How are you using the outline feature?

DT 1.7 introduced an intriguing outline feature, different in many aspects from other software outliners.

How are you using it?


I posed a similar question a few minutes ago. Have you had any interesting replies worth sharing?


I’ve used OmniOutliner to create outlines previously, and didn’t see much use for a checkbox feature in DT. But OO isn’t a database, and with this feature I can now quickly mark items in DT as important or pending. For example, using DT as a simple image catalogue, I can convert a folder of photos into an outline with check boxes and check the photos I want to get printed (or deleted, or edited, etc.), then sort accordingly. (This was how I found a peculiar zooming quirk in split views.) Similar uses could be found in relation to other types of files.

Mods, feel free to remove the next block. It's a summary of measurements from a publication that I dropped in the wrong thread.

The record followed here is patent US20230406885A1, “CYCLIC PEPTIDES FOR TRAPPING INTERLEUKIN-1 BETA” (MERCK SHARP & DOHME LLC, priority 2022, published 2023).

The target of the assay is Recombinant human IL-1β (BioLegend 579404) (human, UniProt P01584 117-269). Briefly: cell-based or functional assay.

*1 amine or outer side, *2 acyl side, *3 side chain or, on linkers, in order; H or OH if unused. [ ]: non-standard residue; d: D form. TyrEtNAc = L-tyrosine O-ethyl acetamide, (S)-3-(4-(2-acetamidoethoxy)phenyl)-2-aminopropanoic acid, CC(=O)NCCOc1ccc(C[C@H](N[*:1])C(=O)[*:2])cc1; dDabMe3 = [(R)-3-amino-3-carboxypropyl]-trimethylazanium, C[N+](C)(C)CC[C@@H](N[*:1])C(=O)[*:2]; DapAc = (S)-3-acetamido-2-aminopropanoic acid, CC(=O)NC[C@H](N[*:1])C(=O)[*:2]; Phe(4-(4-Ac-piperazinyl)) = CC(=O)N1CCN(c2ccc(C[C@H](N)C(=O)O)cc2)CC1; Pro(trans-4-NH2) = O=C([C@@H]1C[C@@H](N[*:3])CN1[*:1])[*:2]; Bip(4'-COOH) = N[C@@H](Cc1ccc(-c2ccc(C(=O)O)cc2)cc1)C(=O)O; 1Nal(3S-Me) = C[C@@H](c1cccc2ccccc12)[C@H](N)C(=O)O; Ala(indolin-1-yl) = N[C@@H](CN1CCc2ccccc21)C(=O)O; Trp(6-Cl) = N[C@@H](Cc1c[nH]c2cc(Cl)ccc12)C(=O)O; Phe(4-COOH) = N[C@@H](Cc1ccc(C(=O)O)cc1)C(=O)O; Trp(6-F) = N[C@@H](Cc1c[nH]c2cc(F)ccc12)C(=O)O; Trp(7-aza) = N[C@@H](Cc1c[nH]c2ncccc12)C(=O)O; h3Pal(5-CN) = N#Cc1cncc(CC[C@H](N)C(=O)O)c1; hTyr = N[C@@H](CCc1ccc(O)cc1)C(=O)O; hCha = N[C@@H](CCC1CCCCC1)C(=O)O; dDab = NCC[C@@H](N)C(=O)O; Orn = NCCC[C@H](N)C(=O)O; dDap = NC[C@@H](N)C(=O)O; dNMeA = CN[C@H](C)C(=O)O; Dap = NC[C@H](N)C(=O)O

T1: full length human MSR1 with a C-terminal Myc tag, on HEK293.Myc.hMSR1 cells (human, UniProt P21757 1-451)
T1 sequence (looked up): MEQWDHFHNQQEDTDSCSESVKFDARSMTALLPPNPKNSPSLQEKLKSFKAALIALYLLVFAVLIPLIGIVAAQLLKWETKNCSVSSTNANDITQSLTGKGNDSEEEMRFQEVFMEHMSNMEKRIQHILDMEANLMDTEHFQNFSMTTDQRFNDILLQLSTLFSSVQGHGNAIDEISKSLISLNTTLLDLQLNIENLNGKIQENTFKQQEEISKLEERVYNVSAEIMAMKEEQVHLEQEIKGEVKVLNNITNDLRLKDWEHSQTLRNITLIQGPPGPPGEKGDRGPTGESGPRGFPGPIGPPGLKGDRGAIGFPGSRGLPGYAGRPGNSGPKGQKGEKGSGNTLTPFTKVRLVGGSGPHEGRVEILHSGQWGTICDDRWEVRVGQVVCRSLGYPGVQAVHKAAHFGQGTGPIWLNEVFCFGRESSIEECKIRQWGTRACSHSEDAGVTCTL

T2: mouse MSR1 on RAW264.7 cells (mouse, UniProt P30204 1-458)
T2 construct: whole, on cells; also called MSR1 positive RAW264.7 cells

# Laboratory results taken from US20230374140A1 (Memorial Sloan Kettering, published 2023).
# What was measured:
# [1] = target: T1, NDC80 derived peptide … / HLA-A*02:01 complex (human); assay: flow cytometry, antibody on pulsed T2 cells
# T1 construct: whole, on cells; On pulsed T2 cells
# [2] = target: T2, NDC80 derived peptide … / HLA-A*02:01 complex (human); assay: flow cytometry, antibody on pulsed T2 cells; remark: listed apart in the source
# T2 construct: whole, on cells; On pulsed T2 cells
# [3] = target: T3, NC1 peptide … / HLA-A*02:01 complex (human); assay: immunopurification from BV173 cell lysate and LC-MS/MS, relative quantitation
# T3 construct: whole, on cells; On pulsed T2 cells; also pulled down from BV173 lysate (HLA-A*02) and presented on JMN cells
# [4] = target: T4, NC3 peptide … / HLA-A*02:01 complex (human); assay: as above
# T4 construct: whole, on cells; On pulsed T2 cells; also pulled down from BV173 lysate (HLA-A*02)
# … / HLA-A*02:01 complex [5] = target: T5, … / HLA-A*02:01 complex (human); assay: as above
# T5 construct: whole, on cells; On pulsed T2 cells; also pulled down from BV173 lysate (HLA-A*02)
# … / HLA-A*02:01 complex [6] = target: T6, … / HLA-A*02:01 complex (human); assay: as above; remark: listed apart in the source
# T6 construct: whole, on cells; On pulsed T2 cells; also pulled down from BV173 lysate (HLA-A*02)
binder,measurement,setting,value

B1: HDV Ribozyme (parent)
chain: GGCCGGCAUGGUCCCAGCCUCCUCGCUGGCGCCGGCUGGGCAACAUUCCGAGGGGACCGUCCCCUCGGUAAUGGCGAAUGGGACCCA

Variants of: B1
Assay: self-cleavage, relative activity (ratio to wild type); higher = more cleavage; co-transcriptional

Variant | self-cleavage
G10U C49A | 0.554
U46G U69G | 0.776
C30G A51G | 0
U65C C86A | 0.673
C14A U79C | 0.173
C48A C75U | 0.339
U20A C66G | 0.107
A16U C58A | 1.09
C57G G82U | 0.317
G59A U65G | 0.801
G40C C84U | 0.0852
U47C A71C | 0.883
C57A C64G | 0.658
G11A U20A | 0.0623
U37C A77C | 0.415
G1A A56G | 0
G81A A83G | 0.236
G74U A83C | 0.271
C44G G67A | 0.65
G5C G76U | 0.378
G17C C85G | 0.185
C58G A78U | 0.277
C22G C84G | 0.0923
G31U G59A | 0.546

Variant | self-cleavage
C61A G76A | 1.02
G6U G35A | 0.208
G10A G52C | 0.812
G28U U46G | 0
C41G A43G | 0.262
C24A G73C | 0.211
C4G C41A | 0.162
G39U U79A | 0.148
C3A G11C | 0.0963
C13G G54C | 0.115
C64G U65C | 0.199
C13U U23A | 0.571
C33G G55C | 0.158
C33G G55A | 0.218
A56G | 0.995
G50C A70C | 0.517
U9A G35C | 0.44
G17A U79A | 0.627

DT has great potential for image management, and even now I prefer it to alternatives for its smoothness and ease of use. Of course, it still needs quite a few more features in this area before it can be considered a serious option by those who have more intensive cataloguing needs than I do; but nevertheless, it is a surprisingly stable and fast foundation for this kind of use.

I’m writing a book with DT as my textbase and OO as my outliner. Right now, the Outline feature in DT is not all that useful. I use it sometimes to create quick views of folder contents, then drag and drop items into appropriate folders. The check-box feature will be useful for marking items that I’ve used or cited in the text. I hope very much that a near-future version of DT will feature TRUE outlining, because the auto-alphabetic sort drives me nuts! I have to use numbers or letters to make items line up, and that’s very awkward and time-consuming.

Manual sorting, OPML im/export, priorities and due dates will come in v1.8. But don’t expect DT to provide all features of OO for example - we can’t add all requested features because almost all users have different needs for their usage of DT and adding everything would create an awkward and bloated application.

That’s an excellent point and, IMHO, why many applications, such as those from Microsoft, often provide a poor user experience. Too much bloat.